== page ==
The ARN board this week pulled the pin on a grenade that threatens to blow up Australian radio. If not diffused by the substantial number of obstacles it faces, the explosion will see the once great Austereo network of 10 metro stations split in two with some of it being used for, in effect, spare parts.
Just six days ago, ARN Media chief executive Ciaran Davis was celebrating the Australian radio industry with 1,000 colleagues at the ACRA Awards at Sydney’s Darling Harbour. There were 80 trophies handed out for achievement to people from all networks in one of the longest award ceremonies on record. Just across the aisle from where Davis was sitting in the Convention Centre was his opposite number at SCA, the recently installed CEO John Kelly.
The two radio executives are colleagues on the board of CRA. Little did Kelly expect that just three days later he and the board would be facing an off-market takeover bid that, if successful, would dismantle the company, with the victor taking the crown jewels and then selling off what wasn’t needed.
It’s understandable the fuse wasn’t lit before the radio awards. It would have been an awkward night for many in the room. It may not be any less awkward next year though.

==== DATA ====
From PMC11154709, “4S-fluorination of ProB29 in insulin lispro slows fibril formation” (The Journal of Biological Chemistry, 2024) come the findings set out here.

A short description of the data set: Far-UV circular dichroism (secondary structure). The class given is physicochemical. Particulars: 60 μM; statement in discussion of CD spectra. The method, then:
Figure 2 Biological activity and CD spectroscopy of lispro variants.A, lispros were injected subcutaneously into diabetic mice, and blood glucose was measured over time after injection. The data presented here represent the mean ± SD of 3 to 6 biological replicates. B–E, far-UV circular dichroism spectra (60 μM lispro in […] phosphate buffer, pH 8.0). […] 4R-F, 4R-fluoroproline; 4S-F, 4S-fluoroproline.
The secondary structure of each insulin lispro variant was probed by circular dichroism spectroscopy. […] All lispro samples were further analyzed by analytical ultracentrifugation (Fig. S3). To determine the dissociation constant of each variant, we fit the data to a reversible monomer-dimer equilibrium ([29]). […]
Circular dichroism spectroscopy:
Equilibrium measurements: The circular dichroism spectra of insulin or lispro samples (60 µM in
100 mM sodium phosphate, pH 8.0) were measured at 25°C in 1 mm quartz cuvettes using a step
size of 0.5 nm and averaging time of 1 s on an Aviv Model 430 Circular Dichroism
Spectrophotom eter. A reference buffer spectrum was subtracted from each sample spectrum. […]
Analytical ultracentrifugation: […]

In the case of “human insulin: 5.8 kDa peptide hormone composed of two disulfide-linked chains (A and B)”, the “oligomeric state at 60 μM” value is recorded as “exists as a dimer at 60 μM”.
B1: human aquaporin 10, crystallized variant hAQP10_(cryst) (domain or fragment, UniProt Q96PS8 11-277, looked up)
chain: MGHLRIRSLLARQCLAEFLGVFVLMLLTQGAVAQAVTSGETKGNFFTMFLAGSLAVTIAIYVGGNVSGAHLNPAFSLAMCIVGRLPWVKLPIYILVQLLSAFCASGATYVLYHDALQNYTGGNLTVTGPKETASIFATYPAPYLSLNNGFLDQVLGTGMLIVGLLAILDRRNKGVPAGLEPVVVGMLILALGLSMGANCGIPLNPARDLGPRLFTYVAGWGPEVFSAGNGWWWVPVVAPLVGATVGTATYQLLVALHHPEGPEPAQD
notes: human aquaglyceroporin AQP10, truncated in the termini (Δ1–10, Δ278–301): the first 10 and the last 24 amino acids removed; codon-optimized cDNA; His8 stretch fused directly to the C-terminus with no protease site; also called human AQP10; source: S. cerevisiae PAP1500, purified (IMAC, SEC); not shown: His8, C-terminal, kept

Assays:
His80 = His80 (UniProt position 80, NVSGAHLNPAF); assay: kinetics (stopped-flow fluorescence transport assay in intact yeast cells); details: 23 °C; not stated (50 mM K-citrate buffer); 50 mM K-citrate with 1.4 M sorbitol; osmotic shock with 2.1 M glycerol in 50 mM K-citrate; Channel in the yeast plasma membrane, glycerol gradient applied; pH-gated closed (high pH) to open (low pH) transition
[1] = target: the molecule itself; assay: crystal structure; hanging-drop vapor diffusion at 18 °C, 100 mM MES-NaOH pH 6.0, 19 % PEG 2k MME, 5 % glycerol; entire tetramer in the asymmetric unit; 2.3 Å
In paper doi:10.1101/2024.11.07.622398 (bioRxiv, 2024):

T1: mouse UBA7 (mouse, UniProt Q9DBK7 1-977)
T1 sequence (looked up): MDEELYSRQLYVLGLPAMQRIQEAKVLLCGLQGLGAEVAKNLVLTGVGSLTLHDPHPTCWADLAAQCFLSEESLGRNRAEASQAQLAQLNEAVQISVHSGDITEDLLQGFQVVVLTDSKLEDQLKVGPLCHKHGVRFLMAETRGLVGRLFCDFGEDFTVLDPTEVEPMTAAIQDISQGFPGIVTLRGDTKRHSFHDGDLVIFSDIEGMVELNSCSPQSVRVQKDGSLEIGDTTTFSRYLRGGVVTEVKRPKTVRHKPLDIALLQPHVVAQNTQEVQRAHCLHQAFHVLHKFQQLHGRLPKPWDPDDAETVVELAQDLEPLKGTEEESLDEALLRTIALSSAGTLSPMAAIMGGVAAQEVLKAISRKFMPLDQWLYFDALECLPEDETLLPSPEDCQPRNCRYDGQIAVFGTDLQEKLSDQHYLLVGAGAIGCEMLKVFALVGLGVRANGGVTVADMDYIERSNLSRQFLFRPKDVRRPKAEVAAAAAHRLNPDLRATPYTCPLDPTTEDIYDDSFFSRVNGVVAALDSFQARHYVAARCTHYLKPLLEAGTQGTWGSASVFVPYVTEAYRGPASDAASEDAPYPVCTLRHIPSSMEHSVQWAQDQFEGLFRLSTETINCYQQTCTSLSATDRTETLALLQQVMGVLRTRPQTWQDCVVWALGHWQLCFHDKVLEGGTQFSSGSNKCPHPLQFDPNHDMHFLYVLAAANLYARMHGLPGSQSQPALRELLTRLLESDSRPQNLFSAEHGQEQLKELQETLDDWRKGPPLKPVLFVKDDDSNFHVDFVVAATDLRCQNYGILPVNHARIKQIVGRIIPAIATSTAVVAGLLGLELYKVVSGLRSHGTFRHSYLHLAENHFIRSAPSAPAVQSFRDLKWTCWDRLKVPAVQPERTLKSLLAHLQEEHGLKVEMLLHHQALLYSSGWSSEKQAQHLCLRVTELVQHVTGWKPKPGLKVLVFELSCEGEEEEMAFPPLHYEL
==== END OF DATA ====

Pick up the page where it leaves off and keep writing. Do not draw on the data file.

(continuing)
SCA might reveal its response to the ARN offer when CEO Kelly and chairman Rob Murray front the AGM in seven days.
One of the big questions surrounding the bid is staffing. What is to become of the close to 1,600 SCA staff? Our headline implies there could be employment impact for the metro stars of SCA and ARN, but spare a thought for the troops in the sector who aren’t on million-dollar deals.
Trying to get a grip on how radio could look at the ARN/Anchorage bid for SCA is successful is challenging.
There are so many as yet unanswered questions. Below Mediaweek has tried to construct a map of how radio could look and the many possibilities for ownership that it throws up.
What stays the same
Potentially the KIIS network. But with Kyle and Jackie O at the Sydney flagship KIIS 106.5? Now there’s a question. Just on Tuesday this week Kyle Sandilands noted on air a report claiming they were staying at ARN on a $200m deal. Sandilands commented they were actually going to be getting more than that. (Jackie quickly shut down the discussion.)
If the Kyle and Jackie O deal has been agreed to, it can’t be far from being confirmed as a payment of that much to two people would have a material impact on the company’s results.
Triple M network
ARN’s plans to take the Triple M network is a vote of faith in the brand SCA has resuscitated in recent years. There was a time in the past two decades when some Triple M stations felt like frontier towns that had seen better days. Fast forward to now and it offers ARN a way to reach a hard-to-get-to male demographic with a mix of music and sport. “Triple M is the most clearly defined media brand in the country,” a radio executive once explained to Mediaweek after healthy survey results.
Just who will run the ARN Triple M brand has not yet been explained. If ARN just wants the brand, what about the announcers, the people who run the stations?